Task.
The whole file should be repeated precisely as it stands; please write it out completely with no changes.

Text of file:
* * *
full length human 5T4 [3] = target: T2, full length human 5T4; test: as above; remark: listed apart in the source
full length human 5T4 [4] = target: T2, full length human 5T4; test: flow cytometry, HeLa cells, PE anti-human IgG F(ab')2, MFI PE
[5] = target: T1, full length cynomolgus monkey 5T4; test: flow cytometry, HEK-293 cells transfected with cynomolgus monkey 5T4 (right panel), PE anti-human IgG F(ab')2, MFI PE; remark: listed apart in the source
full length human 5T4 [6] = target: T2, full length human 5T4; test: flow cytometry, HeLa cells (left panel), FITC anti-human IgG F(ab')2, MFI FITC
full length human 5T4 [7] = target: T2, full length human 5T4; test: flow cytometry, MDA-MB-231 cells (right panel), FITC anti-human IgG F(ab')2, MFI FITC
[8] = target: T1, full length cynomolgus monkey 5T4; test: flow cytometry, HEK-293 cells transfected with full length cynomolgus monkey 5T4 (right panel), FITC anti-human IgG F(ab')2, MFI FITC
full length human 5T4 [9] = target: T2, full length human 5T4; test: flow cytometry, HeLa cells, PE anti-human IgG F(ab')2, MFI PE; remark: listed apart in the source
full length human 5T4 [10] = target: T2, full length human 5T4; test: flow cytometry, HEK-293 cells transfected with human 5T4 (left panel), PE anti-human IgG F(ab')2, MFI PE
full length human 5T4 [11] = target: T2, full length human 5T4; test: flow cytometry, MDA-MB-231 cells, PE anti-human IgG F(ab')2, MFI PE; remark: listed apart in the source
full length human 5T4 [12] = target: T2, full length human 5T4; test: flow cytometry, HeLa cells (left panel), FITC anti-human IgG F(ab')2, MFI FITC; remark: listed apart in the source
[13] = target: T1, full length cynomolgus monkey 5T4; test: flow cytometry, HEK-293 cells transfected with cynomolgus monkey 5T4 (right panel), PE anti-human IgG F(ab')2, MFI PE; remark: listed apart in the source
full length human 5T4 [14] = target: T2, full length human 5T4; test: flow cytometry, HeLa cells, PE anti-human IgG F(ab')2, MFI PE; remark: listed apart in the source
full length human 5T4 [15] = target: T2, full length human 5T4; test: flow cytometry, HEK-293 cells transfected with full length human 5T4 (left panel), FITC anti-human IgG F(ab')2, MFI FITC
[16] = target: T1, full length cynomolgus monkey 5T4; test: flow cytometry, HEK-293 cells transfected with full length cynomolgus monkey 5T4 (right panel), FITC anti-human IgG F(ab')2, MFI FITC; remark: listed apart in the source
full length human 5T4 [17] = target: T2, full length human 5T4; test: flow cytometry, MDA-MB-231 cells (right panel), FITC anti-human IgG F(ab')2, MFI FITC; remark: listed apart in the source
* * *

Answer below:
full length human 5T4 [3] = target: T2, full length human 5T4; test: as above; remark: listed apart in the source
full length human 5T4 [4] = target: T2, full length human 5T4; test: flow cytometry, HeLa cells, PE anti-human IgG F(ab')2, MFI PE
[5] = target: T1, full length cynomolgus monkey 5T4; test: flow cytometry, HEK-293 cells transfected with cynomolgus monkey 5T4 (right panel), PE anti-human IgG F(ab')2, MFI PE; remark: listed apart in the source
full length human 5T4 [6] = target: T2, full length human 5T4; test: flow cytometry, HeLa cells (left panel), FITC anti-human IgG F(ab')2, MFI FITC
full length human 5T4 [7] = target: T2, full length human 5T4; test: flow cytometry, MDA-MB-231 cells (right panel), FITC anti-human IgG F(ab')2, MFI FITC
[8] = target: T1, full length cynomolgus monkey 5T4; test: flow cytometry, HEK-293 cells transfected with full length cynomolgus monkey 5T4 (right panel), FITC anti-human IgG F(ab')2, MFI FITC
full length human 5T4 [9] = target: T2, full length human 5T4; test: flow cytometry, HeLa cells, PE anti-human IgG F(ab')2, MFI PE; remark: listed apart in the source
full length human 5T4 [10] = target: T2, full length human 5T4; test: flow cytometry, HEK-293 cells transfected with human 5T4 (left panel), PE anti-human IgG F(ab')2, MFI PE
full length human 5T4 [11] = target: T2, full length human 5T4; test: flow cytometry, MDA-MB-231 cells, PE anti-human IgG F(ab')2, MFI PE; remark: listed apart in the source
full length human 5T4 [12] = target: T2, full length human 5T4; test: flow cytometry, HeLa cells (left panel), FITC anti-human IgG F(ab')2, MFI FITC; remark: listed apart in the source
[13] = target: T1, full length cynomolgus monkey 5T4; test: flow cytometry, HEK-293 cells transfected with cynomolgus monkey 5T4 (right panel), PE anti-human IgG F(ab')2, MFI PE; remark: listed apart in the source
full length human 5T4 [14] = target: T2, full length human 5T4; test: flow cytometry, HeLa cells, PE anti-human IgG F(ab')2, MFI PE; remark: listed apart in the source
full length human 5T4 [15] = target: T2, full length human 5T4; test: flow cytometry, HEK-293 cells transfected with full length human 5T4 (left panel), FITC anti-human IgG F(ab')2, MFI FITC
[16] = target: T1, full length cynomolgus monkey 5T4; test: flow cytometry, HEK-293 cells transfected with full length cynomolgus monkey 5T4 (right panel), FITC anti-human IgG F(ab')2, MFI FITC; remark: listed apart in the source
full length human 5T4 [17] = target: T2, full length human 5T4; test: flow cytometry, MDA-MB-231 cells (right panel), FITC anti-human IgG F(ab')2, MFI FITC; remark: listed apart in the source